Australia: Why Rush To Raise Rates Down Under?
Australia's central bank will have to walk a monetary policy tightrope this year. Robust economic growth at home has the Reserve Bank of Australia on alert. Yet, the RBA knows overzealousness could wreck a hot housing market and slow exports.
In its Feb. 9 Statement on Monetary Policy, the RBA was upbeat. The economy entered 2004 with "considerable momentum," and inflation is expected to slip to 1.5% later this year, below its 2%-to-3% target band. Still, the bank sees monetary policy as "mildly accommodative," suggesting further action this year, following two 25 basis point hikes in late 2003 that put the cash rate at 5.25%.
The RBA says the surging Australian dollar, up 33% in the past year, is pushing inflation lower via cheaper imports. But among sectors with little or no foreign trade, such as construction, health care, and education, inflation is up 4.4%. Higher wages, strong home sales, and brisk domestic demand are also seen pushing up prices heading into 2005.
Housing is a big concern. In December, housing credit for both new mortgages and refinancings grew a blistering 23.4% from a year ago. And the level of household interest payments as a share of aftertax income likely hit a new high last quarter. More rate hikes would likely ratchet up the burden because most Australian mortgages have variable rates. So if the central bank goes too far, consumer demand could unravel.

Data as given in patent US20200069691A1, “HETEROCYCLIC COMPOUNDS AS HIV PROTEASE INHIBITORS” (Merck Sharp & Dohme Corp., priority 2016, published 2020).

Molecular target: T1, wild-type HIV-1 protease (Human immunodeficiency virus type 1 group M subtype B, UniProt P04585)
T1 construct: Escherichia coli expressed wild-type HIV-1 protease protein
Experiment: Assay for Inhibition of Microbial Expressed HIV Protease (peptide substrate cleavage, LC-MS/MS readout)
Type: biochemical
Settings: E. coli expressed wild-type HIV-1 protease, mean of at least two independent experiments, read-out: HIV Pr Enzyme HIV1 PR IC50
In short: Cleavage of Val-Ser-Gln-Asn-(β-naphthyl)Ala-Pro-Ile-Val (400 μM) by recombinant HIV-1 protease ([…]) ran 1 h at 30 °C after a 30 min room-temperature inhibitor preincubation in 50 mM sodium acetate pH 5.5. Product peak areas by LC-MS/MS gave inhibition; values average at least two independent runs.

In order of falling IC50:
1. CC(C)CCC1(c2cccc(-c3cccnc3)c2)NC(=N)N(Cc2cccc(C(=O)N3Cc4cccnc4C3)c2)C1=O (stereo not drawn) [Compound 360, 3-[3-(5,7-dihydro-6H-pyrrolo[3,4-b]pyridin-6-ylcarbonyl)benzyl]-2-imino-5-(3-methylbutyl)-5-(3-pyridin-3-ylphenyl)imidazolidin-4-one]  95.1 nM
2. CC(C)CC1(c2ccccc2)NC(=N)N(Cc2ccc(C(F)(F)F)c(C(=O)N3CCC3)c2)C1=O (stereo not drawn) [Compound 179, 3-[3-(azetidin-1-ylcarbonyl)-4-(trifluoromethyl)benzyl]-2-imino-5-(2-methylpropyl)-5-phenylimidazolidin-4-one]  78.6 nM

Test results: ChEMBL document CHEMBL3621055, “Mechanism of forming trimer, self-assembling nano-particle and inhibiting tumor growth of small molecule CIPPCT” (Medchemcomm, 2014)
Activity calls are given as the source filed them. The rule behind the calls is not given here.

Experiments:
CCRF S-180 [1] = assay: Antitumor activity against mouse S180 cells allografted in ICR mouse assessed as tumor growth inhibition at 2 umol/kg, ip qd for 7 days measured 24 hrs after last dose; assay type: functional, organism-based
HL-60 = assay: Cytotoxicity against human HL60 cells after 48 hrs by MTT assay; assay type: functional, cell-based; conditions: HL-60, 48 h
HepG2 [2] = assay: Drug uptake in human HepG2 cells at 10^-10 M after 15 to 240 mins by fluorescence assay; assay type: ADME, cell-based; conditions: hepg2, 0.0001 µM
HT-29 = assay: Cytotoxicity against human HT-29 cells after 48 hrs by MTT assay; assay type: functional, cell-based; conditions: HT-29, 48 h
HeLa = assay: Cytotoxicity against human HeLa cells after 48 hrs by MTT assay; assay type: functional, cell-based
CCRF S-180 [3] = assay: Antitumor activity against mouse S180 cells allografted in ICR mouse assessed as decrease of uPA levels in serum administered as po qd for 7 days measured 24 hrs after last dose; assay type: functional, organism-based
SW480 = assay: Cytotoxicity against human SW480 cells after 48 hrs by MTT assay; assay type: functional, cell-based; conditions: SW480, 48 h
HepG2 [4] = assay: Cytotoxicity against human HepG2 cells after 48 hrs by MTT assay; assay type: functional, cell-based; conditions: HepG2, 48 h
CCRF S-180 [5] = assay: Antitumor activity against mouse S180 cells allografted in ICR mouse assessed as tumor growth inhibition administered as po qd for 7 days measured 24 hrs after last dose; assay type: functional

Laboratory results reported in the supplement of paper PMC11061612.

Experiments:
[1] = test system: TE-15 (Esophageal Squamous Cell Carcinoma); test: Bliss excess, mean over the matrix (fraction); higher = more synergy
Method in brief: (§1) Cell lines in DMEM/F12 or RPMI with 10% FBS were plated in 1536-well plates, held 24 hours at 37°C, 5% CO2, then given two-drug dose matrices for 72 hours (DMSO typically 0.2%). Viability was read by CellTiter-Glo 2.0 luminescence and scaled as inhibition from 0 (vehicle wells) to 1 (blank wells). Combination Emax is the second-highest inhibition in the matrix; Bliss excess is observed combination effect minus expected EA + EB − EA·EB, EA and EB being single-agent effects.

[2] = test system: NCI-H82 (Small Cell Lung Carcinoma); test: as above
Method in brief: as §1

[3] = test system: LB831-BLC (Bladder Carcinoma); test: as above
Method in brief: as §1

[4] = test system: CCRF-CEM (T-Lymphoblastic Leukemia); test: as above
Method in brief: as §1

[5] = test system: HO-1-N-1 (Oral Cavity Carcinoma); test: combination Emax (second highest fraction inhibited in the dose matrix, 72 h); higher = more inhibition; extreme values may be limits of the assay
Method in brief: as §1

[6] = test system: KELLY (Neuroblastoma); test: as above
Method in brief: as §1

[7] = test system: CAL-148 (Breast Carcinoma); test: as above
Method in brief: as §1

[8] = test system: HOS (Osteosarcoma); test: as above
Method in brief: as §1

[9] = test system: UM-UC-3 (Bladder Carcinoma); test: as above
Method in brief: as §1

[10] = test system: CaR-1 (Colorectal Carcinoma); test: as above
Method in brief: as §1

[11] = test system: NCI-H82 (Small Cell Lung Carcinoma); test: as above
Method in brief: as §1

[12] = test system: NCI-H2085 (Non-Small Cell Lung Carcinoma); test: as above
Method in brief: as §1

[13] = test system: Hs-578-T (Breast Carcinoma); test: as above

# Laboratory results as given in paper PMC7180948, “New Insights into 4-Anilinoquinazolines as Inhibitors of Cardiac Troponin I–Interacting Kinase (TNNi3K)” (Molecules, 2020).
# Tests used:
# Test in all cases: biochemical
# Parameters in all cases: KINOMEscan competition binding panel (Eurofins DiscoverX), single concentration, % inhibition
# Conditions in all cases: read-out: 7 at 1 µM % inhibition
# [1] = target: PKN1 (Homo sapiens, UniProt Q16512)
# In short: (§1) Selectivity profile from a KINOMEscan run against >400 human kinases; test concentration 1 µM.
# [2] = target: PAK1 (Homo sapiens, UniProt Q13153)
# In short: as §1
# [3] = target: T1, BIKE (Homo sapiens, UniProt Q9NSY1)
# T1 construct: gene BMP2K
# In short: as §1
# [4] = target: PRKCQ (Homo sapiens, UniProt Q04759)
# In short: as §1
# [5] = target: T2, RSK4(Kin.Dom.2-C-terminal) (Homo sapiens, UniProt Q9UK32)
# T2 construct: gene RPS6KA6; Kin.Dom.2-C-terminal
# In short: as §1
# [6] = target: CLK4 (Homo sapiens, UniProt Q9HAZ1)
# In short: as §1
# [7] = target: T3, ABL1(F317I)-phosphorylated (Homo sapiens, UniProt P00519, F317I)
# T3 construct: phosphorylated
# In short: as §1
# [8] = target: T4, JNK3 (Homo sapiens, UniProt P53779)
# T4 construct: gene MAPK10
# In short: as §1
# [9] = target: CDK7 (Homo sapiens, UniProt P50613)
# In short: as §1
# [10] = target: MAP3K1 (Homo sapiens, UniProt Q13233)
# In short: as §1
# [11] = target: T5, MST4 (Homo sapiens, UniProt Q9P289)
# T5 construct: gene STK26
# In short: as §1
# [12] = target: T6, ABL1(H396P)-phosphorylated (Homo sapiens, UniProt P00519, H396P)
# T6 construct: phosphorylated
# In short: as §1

The RBA must also be mindful of how rate hikes will affect exports. It says the spike in the Australian dollar will have a limited impact since higher global prices for commodities, which account for over half of the country's exports, will help offset the drag from a heftier dollar. If, however, the currency strengthens faster than commodity prices rise, exports could take a big hit. Rate hikes could help push the dollar up by attracting more investors, especially since most major central banks show scant sign of raising their rates anytime soon.
Investors anticipate a rate hike in March (chart). However, with some signs that housing is starting to slow, and with the dollar still climbing, the RBA has room to err on the side of caution and wait a while longer.
By James Mehring in New York